Studies in the psychology of sex, volume VI. Sex in Relation to Society by Havelock Ellis. - HTML preview

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Part of the Marriage

System--The Complex Causation of Prostitution--The

Motives Assigned by

Prostitutes--(1) Economic Factor of Prostitution--

Poverty Seldom the Chief

Motive for Prostitution--But Economic Pressure Exerts a Real

Influence--The Large Proportion of Prostitutes Recruited from Domestic

Service--Significance of This Fact--(2) The Biological Factor of

Prostitution--The So-called Born-Prostitute--Alleged

Identity with the

Born-Criminal--The Sexual Instinct in Prostitutes--The Physical and

Psychic Characters of Prostitutes--(3) Moral Necessity as a Factor in the

Existence of Prostitution--The Moral Advocates of

Prostitution--The Moral

Attitude of Christianity Towards Prostitution--The

Attitude of

Protestantism--Recent Advocates of the Moral Necessity of

Prostitution--(4) Civilizational Value as a Factor of

Prostitution--The

Influence of Urban Life--The Craving for Excitement--Why Servant-girls so

Often Turn to Prostitution--The Small Part Played by

Seduction--Prostitutes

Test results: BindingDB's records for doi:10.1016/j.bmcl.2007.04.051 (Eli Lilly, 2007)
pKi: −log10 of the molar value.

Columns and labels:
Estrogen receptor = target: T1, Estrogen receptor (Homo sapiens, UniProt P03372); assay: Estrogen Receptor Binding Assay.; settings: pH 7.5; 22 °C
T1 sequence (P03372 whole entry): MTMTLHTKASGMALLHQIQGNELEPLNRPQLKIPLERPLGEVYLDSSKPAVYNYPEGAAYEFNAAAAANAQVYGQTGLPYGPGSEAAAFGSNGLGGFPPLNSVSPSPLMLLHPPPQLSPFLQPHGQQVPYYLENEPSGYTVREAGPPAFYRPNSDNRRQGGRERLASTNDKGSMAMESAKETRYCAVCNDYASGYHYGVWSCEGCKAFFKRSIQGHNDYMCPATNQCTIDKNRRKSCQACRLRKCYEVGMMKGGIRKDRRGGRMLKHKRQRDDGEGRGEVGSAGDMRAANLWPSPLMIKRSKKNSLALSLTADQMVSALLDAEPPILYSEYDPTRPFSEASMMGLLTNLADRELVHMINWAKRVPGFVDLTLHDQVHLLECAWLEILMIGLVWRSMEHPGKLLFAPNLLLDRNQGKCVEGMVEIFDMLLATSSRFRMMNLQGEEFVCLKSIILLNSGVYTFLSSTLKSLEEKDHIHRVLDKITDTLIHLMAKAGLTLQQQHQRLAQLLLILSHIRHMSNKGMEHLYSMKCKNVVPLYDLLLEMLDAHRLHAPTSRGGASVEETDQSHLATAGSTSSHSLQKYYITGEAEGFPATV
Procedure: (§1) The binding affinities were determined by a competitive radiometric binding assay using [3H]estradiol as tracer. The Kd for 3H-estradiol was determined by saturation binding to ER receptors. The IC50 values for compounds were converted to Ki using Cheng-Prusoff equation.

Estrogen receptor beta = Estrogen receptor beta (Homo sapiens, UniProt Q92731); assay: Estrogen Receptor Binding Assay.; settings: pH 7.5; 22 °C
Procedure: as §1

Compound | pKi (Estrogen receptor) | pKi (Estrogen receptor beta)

Come Largely from the Country--The Appeal of

Civilization Attracts Women

to Prostitution--The Corresponding Attraction Felt by

Men--The Prostitute

as Artist and Leader of Fashion--The Charm of Vulgarity.

IV. _The Present Social Attitude Towards Prostitution:_-

-The Decay of the

Brothel--The Tendency to the Humanization of

Prostitution--The Monetary

Aspects of Prostitution--The Geisha--The Hetaira--The

Moral Revolt Against

Prostitution--Squalid Vice Based on Luxurious Virtue--

The Ordinary

Attitude Towards Prostitutes--Its Cruelty Absurd--The

Need of Reforming

Prostitution--The Need of Reforming Marriage--These Two Needs Closely

Correlated--The Dynamic Relationships Involved.

CHAPTER VIII.

THE CONQUEST OF THE VENEREAL DISEASES.

The Significance of the Venereal Diseases--The History of Syphilis--The

Problem of Its Origin--The Social Gravity of Syphilis--

The Social Dangers

of Gonorrhoea--The Modern Change in the Methods of

Combating Venereal

Diseases--Causes of the Decay of the System of Police

Regulation--Necessity

of Facing the Facts--The Innocent Victims of Venereal